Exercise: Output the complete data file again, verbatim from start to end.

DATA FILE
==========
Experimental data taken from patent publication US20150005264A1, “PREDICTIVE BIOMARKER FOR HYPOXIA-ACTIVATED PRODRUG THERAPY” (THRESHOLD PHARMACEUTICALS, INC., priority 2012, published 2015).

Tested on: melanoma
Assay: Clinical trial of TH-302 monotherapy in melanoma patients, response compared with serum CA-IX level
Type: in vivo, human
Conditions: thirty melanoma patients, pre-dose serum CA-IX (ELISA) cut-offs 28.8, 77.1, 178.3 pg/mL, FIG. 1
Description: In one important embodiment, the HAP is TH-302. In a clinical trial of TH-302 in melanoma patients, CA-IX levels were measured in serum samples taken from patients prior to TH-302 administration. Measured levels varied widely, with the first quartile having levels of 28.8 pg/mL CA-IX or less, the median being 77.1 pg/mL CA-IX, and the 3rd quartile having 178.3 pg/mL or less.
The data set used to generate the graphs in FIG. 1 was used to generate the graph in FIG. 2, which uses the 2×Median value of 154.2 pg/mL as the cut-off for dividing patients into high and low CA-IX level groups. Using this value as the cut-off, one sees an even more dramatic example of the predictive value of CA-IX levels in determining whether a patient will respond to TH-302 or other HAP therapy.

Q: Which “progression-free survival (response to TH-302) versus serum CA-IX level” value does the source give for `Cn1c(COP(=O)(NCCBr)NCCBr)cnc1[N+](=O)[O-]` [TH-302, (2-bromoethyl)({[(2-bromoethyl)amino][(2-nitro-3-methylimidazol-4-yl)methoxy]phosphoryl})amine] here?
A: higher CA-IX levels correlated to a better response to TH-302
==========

Experimental data taken from patent publication US20150005264A1, “PREDICTIVE BIOMARKER FOR HYPOXIA-ACTIVATED PRODRUG THERAPY” (THRESHOLD PHARMACEUTICALS, INC., priority 2012, published 2015).

Tested on: melanoma
Assay: Clinical trial of TH-302 monotherapy in melanoma patients, response compared with serum CA-IX level
Type: in vivo, human
Conditions: thirty melanoma patients, pre-dose serum CA-IX (ELISA) cut-offs 28.8, 77.1, 178.3 pg/mL, FIG. 1
Description: In one important embodiment, the HAP is TH-302. In a clinical trial of TH-302 in melanoma patients, CA-IX levels were measured in serum samples taken from patients prior to TH-302 administration. Measured levels varied widely, with the first quartile having levels of 28.8 pg/mL CA-IX or less, the median being 77.1 pg/mL CA-IX, and the 3rd quartile having 178.3 pg/mL or less.
The data set used to generate the graphs in FIG. 1 was used to generate the graph in FIG. 2, which uses the 2×Median value of 154.2 pg/mL as the cut-off for dividing patients into high and low CA-IX level groups. Using this value as the cut-off, one sees an even more dramatic example of the predictive value of CA-IX levels in determining whether a patient will respond to TH-302 or other HAP therapy.

Q: Which “progression-free survival (response to TH-302) versus serum CA-IX level” value does the source give for `Cn1c(COP(=O)(NCCBr)NCCBr)cnc1[N+](=O)[O-]` [TH-302, (2-bromoethyl)({[(2-bromoethyl)amino][(2-nitro-3-methylimidazol-4-yl)methoxy]phosphoryl})amine] here?
A: higher CA-IX levels correlated to a better response to TH-302